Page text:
How The Hen House Turns—Remembering Susie

How the Hen House Turns:
Remembering Susie
By Carolyn A. (Cary) Neeper, Ph. D.

Two thousand years ago, a lady of the Chinese Imperial family designed a dog to look like a lion, as requested by Buddhist monks.

Breeding, she decided, should continue to select for small hairy dogs with black faces and low foreheads, large eyes and bent forelegs. When such a dog was presented to England’s Queen Victoria as a present, it became valued as a high class lap dog. Thereafter, the breed was called Pekinese.

My grandmother Ethel Almond Snyder had a Pekinese named Susie. She was a friendly middle-aged dog when I knew her, but a little high-strung. On occasion, in her dotage, when uncontrolled body noises escaped from her, she would whirl around, frightened, looking for what enemy was attacking from behind her. We thought it was hilarious.

Though probably a thoroughbred, Susie never went to dog shows, where such canines were judged by certain definitions of their body size, characteristics and color. Now there are about 400 breeds of dogs are “recognized,” and dogs have become the “most varied mammal in the world.”

Dogs’ flexible genes are capable of changing their bodily features to great extremes by selective breeding. Dogs now range from two to 170 pounds with face, skull shape, coloring, lengths of leg and tail, and varieties of fur extremely varied.

Some of these changes, such as the narrow hips of bulldogs, have made them less healthy; they require Caesarean sections to deliver pups. Certain breeds are known to have characteristic diseases. Hybrid vigor is forgotten as breeding selects for artificially prescribed standards and decorative traits.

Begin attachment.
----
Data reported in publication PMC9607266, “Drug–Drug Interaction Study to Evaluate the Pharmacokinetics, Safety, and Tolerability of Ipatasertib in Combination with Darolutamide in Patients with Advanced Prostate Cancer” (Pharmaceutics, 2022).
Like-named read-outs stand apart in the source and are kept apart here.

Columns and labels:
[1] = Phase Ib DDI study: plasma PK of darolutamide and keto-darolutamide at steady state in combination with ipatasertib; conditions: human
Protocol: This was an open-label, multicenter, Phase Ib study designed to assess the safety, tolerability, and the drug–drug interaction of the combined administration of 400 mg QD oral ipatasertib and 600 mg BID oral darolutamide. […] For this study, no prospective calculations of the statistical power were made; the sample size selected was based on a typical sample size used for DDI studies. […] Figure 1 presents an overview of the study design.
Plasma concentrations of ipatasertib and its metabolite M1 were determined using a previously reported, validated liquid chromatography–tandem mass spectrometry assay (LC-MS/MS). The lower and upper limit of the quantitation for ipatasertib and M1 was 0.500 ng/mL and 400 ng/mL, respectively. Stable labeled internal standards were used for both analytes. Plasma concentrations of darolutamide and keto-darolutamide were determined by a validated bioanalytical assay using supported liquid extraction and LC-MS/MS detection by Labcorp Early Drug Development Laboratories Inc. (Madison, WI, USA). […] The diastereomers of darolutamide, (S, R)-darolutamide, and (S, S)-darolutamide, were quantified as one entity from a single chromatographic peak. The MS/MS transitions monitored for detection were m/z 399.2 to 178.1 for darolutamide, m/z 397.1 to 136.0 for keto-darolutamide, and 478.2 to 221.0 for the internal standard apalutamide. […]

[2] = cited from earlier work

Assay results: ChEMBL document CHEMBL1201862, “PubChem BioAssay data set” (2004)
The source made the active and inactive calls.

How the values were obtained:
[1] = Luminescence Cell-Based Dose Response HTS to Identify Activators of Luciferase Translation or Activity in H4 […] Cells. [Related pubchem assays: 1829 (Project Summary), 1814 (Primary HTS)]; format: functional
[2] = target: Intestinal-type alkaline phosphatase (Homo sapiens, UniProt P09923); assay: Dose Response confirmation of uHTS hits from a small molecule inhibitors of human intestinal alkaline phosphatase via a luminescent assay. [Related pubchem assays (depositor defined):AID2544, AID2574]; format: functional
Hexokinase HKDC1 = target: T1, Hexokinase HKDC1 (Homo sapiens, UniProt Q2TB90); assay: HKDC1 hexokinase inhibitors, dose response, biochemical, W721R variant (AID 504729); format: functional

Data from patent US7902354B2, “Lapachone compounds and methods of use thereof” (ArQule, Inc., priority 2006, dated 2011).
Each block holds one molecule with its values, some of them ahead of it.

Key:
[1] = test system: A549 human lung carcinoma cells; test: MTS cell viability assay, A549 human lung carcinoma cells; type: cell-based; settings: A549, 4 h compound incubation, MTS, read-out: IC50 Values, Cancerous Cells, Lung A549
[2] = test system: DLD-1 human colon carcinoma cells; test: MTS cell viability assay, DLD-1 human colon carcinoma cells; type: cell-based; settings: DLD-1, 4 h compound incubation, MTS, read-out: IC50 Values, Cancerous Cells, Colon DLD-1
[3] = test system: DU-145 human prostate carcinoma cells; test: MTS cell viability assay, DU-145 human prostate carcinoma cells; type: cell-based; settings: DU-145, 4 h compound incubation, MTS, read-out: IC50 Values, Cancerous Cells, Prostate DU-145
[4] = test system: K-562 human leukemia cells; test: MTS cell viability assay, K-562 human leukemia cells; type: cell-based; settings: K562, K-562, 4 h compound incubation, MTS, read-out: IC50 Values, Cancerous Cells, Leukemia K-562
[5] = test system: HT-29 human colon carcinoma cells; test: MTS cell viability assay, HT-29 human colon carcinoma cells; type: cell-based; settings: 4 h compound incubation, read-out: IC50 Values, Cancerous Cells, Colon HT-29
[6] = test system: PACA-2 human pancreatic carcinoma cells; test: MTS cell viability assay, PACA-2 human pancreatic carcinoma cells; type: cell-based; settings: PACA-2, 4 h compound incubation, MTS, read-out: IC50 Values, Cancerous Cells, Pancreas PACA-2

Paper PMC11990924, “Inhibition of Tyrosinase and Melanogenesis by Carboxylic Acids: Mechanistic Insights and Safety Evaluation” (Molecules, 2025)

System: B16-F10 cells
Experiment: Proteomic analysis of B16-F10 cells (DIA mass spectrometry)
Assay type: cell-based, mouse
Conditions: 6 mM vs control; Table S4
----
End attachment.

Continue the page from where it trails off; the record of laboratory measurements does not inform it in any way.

Though dogs have been domesticated for at least 15,000 years, their genes are nearly identical to wolves. However their behavior is very different than wolves not selected for tameness—the ability to read and respond to human demands, happily. As a result, dog-wolf half-breeds are unreliable in their tameness and can be dangerously independent when commanded to do something not to their liking.

Dog-wolf hybrids may not inherit the tameness factor in that gene package. I saw one snap at a child while she was trying to take away a paper cupcake wrap the dog-wolf was devouring. Wolves don’t pass the simple pointing test that only dogs pass. Not even intelligent primates get it, when a human points to the one cup among several that hides a treat.

The historical selection of wolves that related to early humans and were therefore selected for breeding was duplicated in a 40-year Russian experiment in which foxes were selected for tameness before being bred. As a result, their fur color changed and their face shape changed, probably the same way dogs changed. It’s a fascinating sample of genetic action in a package, and researchers are busy trying to untangle the ongoing messages.

 

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